Also, get this, Roberts and Ferguson co-authored a paper together (h/t Jonathan Stein): “Hitler’s England: What if Germany had Invaded Britain in May 1940?” Here’s a better counterfactual: What if the Times had googled “Andrew Roberts” and “Niall Ferguson”?
Sullivan also pointed out that “Mr. Ferguson and Mr. Roberts will share a London stage to discuss Kissinger and the authorized biography later this month.
But there has to be something more behind this story than a combination of a bad pick on the part of the assigning editor and Roberts’s not coming clean about his ties to Ferguson. Roberts is fairly well known in Britain (see below), but not in the United States. He isn’t a scholar of postwar US history, much less of US diplomacy. I could think of a score of other, more qualified establishment reviewers who wouldn’t necessarily have been hostile to Kissinger or unsympathetic to Ferguson. How did the assigning editor get Roberts’s name? Who suggested him? Inquiring minds want to know.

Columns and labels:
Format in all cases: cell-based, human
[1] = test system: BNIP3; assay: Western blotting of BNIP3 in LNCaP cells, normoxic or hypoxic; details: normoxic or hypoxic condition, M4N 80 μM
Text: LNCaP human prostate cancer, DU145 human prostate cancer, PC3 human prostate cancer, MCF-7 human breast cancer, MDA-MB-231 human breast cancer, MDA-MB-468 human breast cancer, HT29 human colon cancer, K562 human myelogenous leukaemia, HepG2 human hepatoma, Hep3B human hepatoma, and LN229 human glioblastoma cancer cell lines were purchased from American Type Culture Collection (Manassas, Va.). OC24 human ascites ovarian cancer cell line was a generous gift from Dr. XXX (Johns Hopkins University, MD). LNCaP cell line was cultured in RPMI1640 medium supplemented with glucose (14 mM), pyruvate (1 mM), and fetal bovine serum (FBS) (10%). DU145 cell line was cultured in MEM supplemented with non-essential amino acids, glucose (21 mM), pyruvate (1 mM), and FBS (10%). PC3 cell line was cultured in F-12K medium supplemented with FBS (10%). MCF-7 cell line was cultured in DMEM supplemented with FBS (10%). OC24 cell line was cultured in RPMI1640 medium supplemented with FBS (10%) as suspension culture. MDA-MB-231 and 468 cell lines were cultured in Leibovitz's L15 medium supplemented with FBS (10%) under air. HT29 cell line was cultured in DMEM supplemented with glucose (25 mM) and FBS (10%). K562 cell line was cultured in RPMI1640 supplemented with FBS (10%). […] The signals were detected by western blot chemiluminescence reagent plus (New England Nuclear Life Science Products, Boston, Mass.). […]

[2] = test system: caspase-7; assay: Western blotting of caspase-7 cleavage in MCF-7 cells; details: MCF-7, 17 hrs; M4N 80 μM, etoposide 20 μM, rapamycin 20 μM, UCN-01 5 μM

Roberts’s review, now online, is officially published this Sunday (let’s hope that it carries an asterisk). In it, Roberts says that “Kissinger’s official biographer certainly gives the reader enough evidence to conclude that Henry Kissinger is one of the greatest Americans in the history of the republic, someone who has been repulsively traduced over several decades and who deserved to have a defense of this comprehensiveness published years ago.”
By the way, there’s a review of my slightly less hagiographic book on Kissinger coming out in this Sunday’s issue. In the Gawker piece, I gave some of Roberts’s background as an arch militarist in “deep mourning” for the British Empire, according to The Economist, which found his A History of the English-Speaking Peoples since 1900 riddled with errors.